I often find myself promoting the fact that Nexidia supports more than 35 languages world wide, including different “language packs” for both American and British English. People wonder why we bother with this; aren’t they essentially the same language? And since Nexidia is capturing the phonemes why can’t we just have a standard English language pack and be done with it?
Well, Yanks and Brits can certainly understand each other (for the most part) on each side of The Pond. But that’s because the human brain has an amazing ability to adapt and recognize patterns and nuances and put things into context on the fly. So when an American says “aluminum” but a Brit says “aluminium” most people realize right away they mean the same thing. But these two words do sound different, especially when you factor in the vastly different accents and dialects across the UK. So the reason we have two different language packs for essentially the same language goes back to this: we need to accurately capture the sounds made by speakers of each language, and we need to support the search and retrieval of those sounds using the common text expressions that represent those words and phrases.
Here’s a classic illustration. Let’s ponder the word “advertisement”. It’s spelled the same in both the US and the UK (and Canada…let’s not forget our northern neighbors). But it’s pronounced quite differently.
In the US, it’s ad-ver-TISE-ment.
In the UK, it’s ad-VER-tiz-ment.
So in order to provide the most accurate search possible, the Nexidia engine first captures the spoken sounds (phonemes) that are used to represent this word in a recording. Then, when the user enters the text expression to search, we convert this text back into the appropriate sounds that are representative for the accents and dialects for a particular language and find all the matches. In the North American English language pack, we know to look for ad-ver-TISE-ment, while in the UK English language pack we look for ad-VER-tiz-ment.
I haven’t even touched on the fact that we have yet another English language pack for our Aussie mates (or should I say “Ozzie mites”?). I suspect that Down Under, the word for advertisement is “Fosters,” beer being the most popular consumer product. (And yes, I know that Fosters isn’t actually popular in-country…but if I said “Four X” or “Tooheys” the rest of the world wouldn’t get my joke.)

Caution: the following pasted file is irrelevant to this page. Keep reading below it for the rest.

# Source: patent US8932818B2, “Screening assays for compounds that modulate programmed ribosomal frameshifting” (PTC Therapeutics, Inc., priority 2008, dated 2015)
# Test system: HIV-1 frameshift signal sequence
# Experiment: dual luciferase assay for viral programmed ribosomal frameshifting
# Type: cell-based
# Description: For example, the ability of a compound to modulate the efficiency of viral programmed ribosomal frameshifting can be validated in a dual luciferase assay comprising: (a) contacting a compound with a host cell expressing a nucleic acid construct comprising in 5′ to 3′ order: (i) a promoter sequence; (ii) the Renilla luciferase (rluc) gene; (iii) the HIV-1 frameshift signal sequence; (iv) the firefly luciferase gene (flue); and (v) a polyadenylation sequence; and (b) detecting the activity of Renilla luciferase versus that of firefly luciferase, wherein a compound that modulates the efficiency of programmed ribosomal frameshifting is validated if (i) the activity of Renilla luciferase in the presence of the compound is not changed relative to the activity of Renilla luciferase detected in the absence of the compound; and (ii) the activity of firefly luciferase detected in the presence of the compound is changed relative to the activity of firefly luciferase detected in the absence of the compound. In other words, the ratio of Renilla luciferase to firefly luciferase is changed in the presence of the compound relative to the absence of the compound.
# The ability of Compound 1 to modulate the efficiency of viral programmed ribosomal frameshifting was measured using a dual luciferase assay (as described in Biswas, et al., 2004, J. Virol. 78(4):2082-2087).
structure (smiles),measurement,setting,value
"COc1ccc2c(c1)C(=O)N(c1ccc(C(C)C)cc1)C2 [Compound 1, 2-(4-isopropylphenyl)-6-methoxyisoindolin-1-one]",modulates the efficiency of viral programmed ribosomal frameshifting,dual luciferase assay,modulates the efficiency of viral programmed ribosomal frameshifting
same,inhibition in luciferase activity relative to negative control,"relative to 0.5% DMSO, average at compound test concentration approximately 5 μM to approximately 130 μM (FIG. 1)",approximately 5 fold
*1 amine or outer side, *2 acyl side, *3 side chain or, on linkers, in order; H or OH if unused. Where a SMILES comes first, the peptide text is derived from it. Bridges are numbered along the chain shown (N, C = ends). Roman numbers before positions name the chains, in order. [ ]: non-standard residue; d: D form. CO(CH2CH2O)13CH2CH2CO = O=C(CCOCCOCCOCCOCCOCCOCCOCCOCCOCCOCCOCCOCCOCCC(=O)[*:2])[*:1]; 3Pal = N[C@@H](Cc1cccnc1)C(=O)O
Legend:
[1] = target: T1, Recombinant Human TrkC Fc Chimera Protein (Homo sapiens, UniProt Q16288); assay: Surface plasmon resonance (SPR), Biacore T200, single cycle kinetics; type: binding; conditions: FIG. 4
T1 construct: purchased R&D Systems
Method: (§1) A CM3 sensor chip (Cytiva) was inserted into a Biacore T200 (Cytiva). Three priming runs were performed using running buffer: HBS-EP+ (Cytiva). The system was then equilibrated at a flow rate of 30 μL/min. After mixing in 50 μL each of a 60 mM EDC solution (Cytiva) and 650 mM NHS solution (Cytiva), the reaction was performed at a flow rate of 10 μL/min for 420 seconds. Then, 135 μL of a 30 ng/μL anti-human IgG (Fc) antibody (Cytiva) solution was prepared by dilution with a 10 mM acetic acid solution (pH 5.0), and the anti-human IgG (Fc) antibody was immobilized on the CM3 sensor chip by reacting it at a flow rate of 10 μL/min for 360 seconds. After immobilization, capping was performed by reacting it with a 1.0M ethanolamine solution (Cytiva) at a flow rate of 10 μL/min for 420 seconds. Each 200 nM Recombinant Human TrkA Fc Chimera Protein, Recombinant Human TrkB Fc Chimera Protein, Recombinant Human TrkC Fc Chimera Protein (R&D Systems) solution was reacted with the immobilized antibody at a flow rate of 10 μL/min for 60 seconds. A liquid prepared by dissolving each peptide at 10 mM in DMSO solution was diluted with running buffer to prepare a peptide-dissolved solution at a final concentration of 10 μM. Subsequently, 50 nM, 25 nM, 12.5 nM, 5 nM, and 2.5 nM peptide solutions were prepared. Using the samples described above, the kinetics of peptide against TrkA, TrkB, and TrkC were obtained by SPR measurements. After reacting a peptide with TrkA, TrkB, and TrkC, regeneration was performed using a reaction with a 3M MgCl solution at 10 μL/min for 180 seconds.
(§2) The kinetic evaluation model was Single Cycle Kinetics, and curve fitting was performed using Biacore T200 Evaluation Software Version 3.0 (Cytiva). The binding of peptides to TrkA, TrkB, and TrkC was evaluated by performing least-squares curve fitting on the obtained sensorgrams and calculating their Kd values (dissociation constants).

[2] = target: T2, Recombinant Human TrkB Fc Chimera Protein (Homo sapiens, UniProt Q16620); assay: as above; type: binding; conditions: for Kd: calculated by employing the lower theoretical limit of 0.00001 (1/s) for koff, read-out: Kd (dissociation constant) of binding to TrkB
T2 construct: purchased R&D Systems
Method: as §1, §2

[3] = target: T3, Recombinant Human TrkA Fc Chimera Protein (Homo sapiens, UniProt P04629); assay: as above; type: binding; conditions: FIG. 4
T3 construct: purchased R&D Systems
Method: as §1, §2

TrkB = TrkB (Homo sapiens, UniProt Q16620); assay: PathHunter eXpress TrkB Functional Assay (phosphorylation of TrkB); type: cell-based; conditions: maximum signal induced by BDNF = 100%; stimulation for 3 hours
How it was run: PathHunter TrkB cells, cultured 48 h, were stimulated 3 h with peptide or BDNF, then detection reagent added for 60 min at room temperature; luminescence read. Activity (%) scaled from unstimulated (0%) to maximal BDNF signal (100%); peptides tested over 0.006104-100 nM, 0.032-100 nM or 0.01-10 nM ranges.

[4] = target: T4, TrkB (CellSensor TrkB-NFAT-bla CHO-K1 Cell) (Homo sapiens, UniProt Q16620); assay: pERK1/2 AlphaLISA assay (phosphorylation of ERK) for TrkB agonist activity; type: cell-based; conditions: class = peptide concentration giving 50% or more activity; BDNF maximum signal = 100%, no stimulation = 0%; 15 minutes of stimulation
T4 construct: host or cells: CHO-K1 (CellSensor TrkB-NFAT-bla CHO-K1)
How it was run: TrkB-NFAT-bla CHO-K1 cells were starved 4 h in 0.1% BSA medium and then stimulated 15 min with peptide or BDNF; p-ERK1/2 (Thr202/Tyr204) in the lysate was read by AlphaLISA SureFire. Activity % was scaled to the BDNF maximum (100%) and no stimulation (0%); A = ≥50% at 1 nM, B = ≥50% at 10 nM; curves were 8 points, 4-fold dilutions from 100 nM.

This was obviously just one example of the literally hundreds of thousands of permutations and differences that exist even between what are essentially the same language. But it helps you better understand the work Nexidia has put in to make sure that this is all transparent to the end user. With that, I’m off to pop open a bottle of Bud, put some prawns on the barbie and settle in to watch some soccer…I mean, football!
We’re involved in several very high profile matters at the moment, each with thousands of hours of audio, some of it in multiple languages. And I sat through a project team meeting today where we were discussing the set of search terms that one of the law firms had developed to start running against these audio files.
What transpired during this meeting is so common I thought I would pass it along. You see, quite understandably, the law firm that developed the search terms took them directly from the same set of terms that had been developed for the email search. But the reality is that people tend to speak very differently than they write, so I spent a good thirty minutes going over the search terms and providing suggestions to shrink the list and make it more realistic.
Confidentiality prevents me from using any of the real terms from this case, but here are some illustrative examples:
- People don’t talk like they “text”. You’ll never (well, seldom) hear someone actually say “LOL” or “TTFN”. (Although I have been known to say “WTF” from time to time!) Granted, these aren’t likely to be meaningful search terms themselves, but other such contractions that may be used in emails between traders will have another spoken equivalent.
- Proper names, especially people’s names, tend to morph quite a bit in spoken form from what you may see in email. Around the office people call me “Der Schlueter” with a really bad German accent. But I can’t remember the last time anybody used either Jeff or Schlueter in an email. Names are often omitted because the recipients are assumed based on the addresses used.
- Certain types of information have only one form in which they would typically appear in text, but could be spoken in many different ways. Numerical data is like this. Somebody may purchase 1,900 shares of a security, but the trader might say “one thousand nine hundred” or “nineteen hundred” which in an audio search are two totally different constructs.
During the course of the aforementioned meeting, one of the review team leaders finally came up with the suggestion that I had been hinting at all along. Which is that, instead of spending a lot of time THINKING about what the search terms should be, the better approach is to simply start searching with a few of the most realistic and highly probable terms that will bring up the responsive files. Then start listening to these files, and getting a better understanding of the language used and which terms will be the most relevant for searching.
You don’t have to listen to hundreds of hours to do this. In my experience, listening to just one hour of different calls for each major custodian will give you a great idea of the best terms to use. Develop the term list from there, do some searching, and listen to some more. You may come up with another set of terms that you can then add to your search criteria and iterate through again. This iterative process is what will help you round out your search term list and be confident in the results.